Complying with Section 404 of The Sarbanes-Oxley Act will cost public companies an average 62 percent more than previously anticipated, according to a recent survey by Financial Executives International (FEI), the leading professional organization serving Chief Financial Officers and other senior financial executives. The increase in Section 404 compliance costs stems from a 109 percent rise in internal costs, a 42 percent jump in external costs and a 40 percent increase in the fees charged by external auditors.
In July 2004, FEI surveyed 224 public companies with average revenues of $2.5 billion to gauge Section 404 compliance cost estimates. Results showed the total cost of compliance is now estimated at $3.14 million*, or 62% more than the $1.93 million estimate identified in FEI's January 2004 survey. The companies surveyed expect to pay their auditors $823,200 in fees for attestation of their internal controls, in addition to the annual audit fees. This compares to the $590,100 companies expected auditors would charge for attestation in January 2004. The survey was conducted the week of July 19, and distributed to 3,088 companies, and drew a response rate of 13.8 percent.
"When we conducted our January survey, audit firms hadn't yet provided their clients with complete estimates for Section 404 work because the auditing standards had not been finalized," said Colleen Sayther, President and CEO of FEI. "Now that the standards are finalized and implementation efforts are further along, compliance costs can be more accurately determined."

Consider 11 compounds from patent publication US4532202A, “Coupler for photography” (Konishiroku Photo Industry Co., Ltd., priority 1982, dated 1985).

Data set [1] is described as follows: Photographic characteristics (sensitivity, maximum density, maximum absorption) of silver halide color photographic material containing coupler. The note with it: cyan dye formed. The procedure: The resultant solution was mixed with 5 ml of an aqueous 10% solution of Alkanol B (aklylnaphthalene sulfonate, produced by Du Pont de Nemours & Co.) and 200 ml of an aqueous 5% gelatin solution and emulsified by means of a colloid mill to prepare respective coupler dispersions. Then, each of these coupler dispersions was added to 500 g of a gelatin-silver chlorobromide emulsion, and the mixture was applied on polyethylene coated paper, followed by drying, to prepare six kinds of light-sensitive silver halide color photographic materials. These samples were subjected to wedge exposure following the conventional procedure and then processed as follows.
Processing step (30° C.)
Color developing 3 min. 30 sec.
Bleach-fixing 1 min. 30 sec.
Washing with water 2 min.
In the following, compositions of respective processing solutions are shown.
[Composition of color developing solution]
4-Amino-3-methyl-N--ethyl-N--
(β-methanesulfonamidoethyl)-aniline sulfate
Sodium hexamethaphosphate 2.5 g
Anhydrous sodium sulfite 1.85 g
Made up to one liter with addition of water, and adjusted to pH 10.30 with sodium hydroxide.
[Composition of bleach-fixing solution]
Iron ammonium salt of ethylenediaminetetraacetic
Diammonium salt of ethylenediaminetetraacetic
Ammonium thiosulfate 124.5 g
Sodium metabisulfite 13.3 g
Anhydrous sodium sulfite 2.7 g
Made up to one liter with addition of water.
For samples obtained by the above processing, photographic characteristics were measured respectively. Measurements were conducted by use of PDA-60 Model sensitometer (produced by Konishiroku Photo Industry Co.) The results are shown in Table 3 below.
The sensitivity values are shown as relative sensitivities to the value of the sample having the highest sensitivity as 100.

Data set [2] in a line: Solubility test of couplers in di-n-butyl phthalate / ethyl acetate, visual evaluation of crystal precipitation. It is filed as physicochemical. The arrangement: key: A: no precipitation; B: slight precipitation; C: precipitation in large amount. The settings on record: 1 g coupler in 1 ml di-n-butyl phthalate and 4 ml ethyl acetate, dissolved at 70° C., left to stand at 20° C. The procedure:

As part of management's attestation process, the survey showed that companies are documenting internal controls for 92% of total revenue. The estimates on the cost of complying with Section 404, in terms of hours and dollars, have steadily risen over the last six months. Looking to the employee hours needed to be Section 404 compliant, public companies expect to spend an average of 25,667 internal hours (vs. 12,265 estimated in January) and 5,037 external hours (vs. 3,059). Companies also expect to spend an additional $1,037,100 on software and IT consulting.
"Audit firms have been entrusted to deliver value from Section 404," adds FEI's Sayther. "They have latitude in terms of the scope and depth of their work and should exercise care and judgment, and be cognizant of the cost-to-benefit ratio. However, compliance alone cannot be expected to produce higher levels of accountability or deter those from acting without integrity. That responsibility remains in the hands of senior management entrusted to set a proper tone at the top and act in the best interests of shareholders."
Section 404 of Sarbanes-Oxley requires each company's annual report to contain (1) a statement of management's responsibility for establishing and maintaining an adequate internal control structure and procedures for financial reporting; and (2) management's assessment, as of the end of the company's most recent fiscal year, of the effectiveness of the company's internal control structure and procedures for financial reporting. Section 404 also requires the company's auditor to attest to and report on management's assessment of the effectiveness of the company's internal controls and procedures for financial reporting, in accordance with standards established by the PCAOB (Public Company Accounting Oversight Board).